JAKARTA: Most Southeast Asian stock markets fell on Tuesday, tracking U.S. equities, as lack of details on President Donald Trump's economic policies pushed investors away from riskier assets.
Asian shares also eased as economic and political fears sent investors seeking shelter in the yen, while forecasts China's foreign exchange reserves have fallen for a seventh month added to jitters.
"The policies of the Trump administration and what he's planning to do with them are still unclear. The dollar index rallied last night, but I think we're also following U.S. markets which went down last night," said Mikey Macanaig, an analyst with Sunsecurities Inc.
"Then again, the protectionist stance of Trump might also affect the market."
Philippine shares fell as much as 0.7 percent, heading for their first decline in three sessions, and underperforming other regional markets with industrials driving the losses.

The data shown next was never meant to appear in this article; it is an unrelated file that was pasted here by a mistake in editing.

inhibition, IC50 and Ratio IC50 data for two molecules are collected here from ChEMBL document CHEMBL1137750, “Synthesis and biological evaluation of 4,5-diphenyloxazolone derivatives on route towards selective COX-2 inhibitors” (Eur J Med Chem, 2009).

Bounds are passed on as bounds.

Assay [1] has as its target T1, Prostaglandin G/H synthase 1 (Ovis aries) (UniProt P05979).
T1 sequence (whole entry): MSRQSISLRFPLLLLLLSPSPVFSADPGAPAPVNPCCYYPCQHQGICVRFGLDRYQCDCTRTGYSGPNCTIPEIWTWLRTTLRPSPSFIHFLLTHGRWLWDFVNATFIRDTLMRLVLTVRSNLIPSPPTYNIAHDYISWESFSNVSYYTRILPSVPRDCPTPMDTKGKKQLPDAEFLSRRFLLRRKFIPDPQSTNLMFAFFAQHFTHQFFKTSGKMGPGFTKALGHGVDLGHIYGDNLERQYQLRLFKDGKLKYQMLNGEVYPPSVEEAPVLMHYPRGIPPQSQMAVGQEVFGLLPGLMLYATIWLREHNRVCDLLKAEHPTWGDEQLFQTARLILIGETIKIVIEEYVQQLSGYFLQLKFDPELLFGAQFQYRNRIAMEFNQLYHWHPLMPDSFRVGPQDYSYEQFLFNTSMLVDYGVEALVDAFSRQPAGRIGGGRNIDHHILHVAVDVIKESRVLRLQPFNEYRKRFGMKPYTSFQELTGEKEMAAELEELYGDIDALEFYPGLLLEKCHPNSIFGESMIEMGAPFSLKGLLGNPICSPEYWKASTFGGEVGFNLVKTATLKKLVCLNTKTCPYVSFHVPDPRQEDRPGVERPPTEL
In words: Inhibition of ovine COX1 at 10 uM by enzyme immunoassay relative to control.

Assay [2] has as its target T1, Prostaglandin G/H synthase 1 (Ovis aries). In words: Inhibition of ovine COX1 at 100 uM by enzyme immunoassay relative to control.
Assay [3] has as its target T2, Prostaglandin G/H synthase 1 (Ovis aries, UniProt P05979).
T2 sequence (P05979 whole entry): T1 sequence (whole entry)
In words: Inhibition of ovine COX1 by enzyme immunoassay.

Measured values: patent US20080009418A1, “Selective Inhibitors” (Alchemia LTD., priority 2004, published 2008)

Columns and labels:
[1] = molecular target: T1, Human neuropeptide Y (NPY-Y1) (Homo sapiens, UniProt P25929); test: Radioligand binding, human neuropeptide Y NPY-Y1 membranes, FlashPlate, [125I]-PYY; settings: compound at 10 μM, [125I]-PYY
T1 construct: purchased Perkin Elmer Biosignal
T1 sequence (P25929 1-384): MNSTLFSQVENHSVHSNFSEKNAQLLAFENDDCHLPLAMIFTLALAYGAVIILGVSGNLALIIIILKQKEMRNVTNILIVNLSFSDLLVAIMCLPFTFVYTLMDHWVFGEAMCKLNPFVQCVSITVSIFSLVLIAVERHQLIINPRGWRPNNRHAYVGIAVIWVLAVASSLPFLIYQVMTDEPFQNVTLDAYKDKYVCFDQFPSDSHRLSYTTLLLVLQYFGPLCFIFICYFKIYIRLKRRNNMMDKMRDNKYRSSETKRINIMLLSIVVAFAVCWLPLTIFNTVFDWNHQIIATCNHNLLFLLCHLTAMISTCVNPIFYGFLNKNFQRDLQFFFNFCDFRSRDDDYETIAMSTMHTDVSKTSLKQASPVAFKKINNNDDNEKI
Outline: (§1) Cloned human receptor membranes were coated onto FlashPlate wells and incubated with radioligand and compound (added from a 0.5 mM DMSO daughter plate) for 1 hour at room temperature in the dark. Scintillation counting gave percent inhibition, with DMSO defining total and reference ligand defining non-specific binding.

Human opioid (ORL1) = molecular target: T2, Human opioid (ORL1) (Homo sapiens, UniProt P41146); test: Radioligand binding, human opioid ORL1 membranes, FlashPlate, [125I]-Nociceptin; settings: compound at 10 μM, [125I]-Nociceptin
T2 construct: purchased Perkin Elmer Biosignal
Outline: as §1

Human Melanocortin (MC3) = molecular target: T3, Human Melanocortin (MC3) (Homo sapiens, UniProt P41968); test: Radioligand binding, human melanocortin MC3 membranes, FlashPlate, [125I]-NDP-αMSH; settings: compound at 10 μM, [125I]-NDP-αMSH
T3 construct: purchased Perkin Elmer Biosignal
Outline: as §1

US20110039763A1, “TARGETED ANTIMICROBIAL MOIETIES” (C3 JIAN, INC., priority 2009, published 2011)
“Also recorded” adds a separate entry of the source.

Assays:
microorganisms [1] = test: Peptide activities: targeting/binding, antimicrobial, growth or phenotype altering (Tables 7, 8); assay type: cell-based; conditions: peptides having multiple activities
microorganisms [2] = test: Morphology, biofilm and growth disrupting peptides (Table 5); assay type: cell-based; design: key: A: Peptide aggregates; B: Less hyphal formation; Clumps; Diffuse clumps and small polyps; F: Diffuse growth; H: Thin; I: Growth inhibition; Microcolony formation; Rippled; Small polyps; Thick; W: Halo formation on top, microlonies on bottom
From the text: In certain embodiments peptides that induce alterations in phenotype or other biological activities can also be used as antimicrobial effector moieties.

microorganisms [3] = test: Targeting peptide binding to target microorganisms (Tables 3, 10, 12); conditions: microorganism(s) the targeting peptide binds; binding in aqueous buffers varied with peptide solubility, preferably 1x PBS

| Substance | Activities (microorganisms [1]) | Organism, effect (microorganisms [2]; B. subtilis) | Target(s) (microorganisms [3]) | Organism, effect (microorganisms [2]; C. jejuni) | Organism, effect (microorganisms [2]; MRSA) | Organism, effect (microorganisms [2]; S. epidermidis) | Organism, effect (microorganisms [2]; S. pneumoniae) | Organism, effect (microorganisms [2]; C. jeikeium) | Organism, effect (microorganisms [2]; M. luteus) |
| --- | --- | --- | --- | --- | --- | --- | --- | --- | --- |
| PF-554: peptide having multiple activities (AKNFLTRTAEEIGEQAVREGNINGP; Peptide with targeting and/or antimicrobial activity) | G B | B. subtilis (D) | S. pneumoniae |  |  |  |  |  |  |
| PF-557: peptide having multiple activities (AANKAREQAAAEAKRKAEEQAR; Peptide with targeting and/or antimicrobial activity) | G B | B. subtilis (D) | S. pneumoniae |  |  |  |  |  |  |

Both SM Investments Corp and Ayala Corp dropped over 2 percent and were the biggest drag.
The Philippine central bank is expected to keep its rates unchanged on Thursday at its first policy meeting of the year.
Malaysian shares slipped after three consecutive sessions of gains, hurt by industrials and materials. Sime Darby Bhd dropped 0.7 percent in its second straight session of falls.
Thai stocks were flat ahead of the central bank's policy meeting on Wednesday. The Bank of Thailand is expected to keep its one-day repurchase rate unchanged at 1.50 percent. Gains in financials and telecoms offset by losses in energy stocks.
Advanced Info Service Pcl rose 1.2 percent, while petroleum products distributor RPCG Pcl fell 1 percent. Singapore shares gained 0.5 percent with all the major sectors trading in the positive territory. Financials contributed the most to the gains with Oversea-Chinese Banking Corp Ltd rising as much as 1.8 percent to its highest since August 2015.